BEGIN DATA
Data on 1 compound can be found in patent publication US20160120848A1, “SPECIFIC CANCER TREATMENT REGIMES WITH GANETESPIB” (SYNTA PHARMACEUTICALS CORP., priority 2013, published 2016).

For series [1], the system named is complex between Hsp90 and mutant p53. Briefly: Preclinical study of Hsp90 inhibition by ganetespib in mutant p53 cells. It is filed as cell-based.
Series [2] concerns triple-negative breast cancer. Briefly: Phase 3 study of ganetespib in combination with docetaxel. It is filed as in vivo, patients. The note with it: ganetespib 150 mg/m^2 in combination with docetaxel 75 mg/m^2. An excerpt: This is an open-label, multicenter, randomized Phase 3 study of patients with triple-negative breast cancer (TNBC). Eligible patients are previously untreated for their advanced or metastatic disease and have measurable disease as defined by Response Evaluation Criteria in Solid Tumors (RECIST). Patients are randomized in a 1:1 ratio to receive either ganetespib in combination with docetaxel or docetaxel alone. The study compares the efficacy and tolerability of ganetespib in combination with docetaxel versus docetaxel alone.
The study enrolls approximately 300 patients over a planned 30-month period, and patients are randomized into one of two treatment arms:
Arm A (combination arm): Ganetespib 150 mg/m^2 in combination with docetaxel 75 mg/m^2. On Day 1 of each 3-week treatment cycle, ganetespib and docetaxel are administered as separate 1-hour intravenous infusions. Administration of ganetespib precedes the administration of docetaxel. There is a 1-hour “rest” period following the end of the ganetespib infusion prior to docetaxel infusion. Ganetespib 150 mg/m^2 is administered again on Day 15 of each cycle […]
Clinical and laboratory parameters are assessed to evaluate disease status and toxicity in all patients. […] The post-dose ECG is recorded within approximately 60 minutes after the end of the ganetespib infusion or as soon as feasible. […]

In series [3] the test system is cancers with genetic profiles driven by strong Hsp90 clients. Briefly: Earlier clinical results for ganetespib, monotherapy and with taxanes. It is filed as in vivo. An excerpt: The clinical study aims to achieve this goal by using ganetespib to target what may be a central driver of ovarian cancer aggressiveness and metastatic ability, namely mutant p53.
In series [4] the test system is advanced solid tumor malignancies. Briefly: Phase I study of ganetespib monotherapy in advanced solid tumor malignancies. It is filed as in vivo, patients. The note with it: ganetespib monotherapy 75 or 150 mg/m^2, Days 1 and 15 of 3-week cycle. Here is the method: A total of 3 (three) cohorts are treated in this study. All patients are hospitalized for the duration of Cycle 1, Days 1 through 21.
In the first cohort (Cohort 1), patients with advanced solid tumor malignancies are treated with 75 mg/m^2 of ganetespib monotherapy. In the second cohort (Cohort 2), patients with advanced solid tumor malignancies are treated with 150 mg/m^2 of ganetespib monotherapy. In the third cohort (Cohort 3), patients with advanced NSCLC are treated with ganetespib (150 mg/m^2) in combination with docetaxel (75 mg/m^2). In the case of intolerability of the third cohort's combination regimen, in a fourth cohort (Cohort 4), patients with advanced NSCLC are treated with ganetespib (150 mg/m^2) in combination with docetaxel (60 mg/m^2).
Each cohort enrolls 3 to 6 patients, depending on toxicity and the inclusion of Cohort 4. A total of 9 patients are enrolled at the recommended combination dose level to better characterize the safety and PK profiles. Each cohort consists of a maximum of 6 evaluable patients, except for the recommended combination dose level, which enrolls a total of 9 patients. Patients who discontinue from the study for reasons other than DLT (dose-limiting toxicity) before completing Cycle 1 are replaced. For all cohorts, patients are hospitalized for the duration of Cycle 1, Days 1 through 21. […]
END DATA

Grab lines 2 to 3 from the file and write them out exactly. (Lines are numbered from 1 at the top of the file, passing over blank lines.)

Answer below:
For series [1], the system named is complex between Hsp90 and mutant p53. Briefly: Preclinical study of Hsp90 inhibition by ganetespib in mutant p53 cells. It is filed as cell-based.
Series [2] concerns triple-negative breast cancer. Briefly: Phase 3 study of ganetespib in combination with docetaxel. It is filed as in vivo, patients. The note with it: ganetespib 150 mg/m^2 in combination with docetaxel 75 mg/m^2. An excerpt: This is an open-label, multicenter, randomized Phase 3 study of patients with triple-negative breast cancer (TNBC). Eligible patients are previously untreated for their advanced or metastatic disease and have measurable disease as defined by Response Evaluation Criteria in Solid Tumors (RECIST). Patients are randomized in a 1:1 ratio to receive either ganetespib in combination with docetaxel or docetaxel alone. The study compares the efficacy and tolerability of ganetespib in combination with docetaxel versus docetaxel alone.